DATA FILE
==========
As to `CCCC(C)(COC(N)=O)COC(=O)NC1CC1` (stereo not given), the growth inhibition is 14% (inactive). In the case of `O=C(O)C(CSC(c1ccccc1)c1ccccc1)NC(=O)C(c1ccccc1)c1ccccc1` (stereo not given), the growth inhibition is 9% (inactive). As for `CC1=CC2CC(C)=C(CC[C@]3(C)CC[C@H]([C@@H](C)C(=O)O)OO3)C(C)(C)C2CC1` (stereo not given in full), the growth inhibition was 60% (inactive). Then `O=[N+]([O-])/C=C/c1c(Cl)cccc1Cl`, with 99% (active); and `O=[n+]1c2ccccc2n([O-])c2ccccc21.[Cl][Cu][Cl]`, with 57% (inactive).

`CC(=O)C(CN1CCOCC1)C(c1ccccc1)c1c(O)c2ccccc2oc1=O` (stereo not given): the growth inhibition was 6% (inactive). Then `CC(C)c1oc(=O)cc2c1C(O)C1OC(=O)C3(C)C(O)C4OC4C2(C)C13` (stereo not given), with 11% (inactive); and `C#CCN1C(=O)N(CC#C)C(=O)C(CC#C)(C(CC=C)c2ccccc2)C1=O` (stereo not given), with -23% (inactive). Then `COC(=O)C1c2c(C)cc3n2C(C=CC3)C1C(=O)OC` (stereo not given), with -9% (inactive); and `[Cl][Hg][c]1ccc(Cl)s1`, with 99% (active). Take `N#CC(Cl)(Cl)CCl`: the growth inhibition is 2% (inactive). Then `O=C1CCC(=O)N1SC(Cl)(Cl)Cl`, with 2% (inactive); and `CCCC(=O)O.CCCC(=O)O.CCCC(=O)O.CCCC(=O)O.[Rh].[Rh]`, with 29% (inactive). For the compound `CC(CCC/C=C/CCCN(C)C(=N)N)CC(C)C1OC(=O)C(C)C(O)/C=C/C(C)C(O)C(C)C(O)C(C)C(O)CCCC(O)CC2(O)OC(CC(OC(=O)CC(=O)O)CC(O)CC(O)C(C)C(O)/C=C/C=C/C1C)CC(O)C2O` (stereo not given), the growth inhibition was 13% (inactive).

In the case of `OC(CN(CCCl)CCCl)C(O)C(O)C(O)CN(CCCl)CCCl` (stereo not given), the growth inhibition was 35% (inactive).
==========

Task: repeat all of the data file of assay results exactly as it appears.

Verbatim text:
As to `CCCC(C)(COC(N)=O)COC(=O)NC1CC1` (stereo not given), the growth inhibition is 14% (inactive). In the case of `O=C(O)C(CSC(c1ccccc1)c1ccccc1)NC(=O)C(c1ccccc1)c1ccccc1` (stereo not given), the growth inhibition is 9% (inactive). As for `CC1=CC2CC(C)=C(CC[C@]3(C)CC[C@H]([C@@H](C)C(=O)O)OO3)C(C)(C)C2CC1` (stereo not given in full), the growth inhibition was 60% (inactive). Then `O=[N+]([O-])/C=C/c1c(Cl)cccc1Cl`, with 99% (active); and `O=[n+]1c2ccccc2n([O-])c2ccccc21.[Cl][Cu][Cl]`, with 57% (inactive).

`CC(=O)C(CN1CCOCC1)C(c1ccccc1)c1c(O)c2ccccc2oc1=O` (stereo not given): the growth inhibition was 6% (inactive). Then `CC(C)c1oc(=O)cc2c1C(O)C1OC(=O)C3(C)C(O)C4OC4C2(C)C13` (stereo not given), with 11% (inactive); and `C#CCN1C(=O)N(CC#C)C(=O)C(CC#C)(C(CC=C)c2ccccc2)C1=O` (stereo not given), with -23% (inactive). Then `COC(=O)C1c2c(C)cc3n2C(C=CC3)C1C(=O)OC` (stereo not given), with -9% (inactive); and `[Cl][Hg][c]1ccc(Cl)s1`, with 99% (active). Take `N#CC(Cl)(Cl)CCl`: the growth inhibition is 2% (inactive). Then `O=C1CCC(=O)N1SC(Cl)(Cl)Cl`, with 2% (inactive); and `CCCC(=O)O.CCCC(=O)O.CCCC(=O)O.CCCC(=O)O.[Rh].[Rh]`, with 29% (inactive). For the compound `CC(CCC/C=C/CCCN(C)C(=N)N)CC(C)C1OC(=O)C(C)C(O)/C=C/C(C)C(O)C(C)C(O)C(C)C(O)CCCC(O)CC2(O)OC(CC(OC(=O)CC(=O)O)CC(O)CC(O)C(C)C(O)/C=C/C=C/C1C)CC(O)C2O` (stereo not given), the growth inhibition was 13% (inactive).

In the case of `OC(CN(CCCl)CCCl)C(O)C(O)C(O)CN(CCCl)CCCl` (stereo not given), the growth inhibition was 35% (inactive).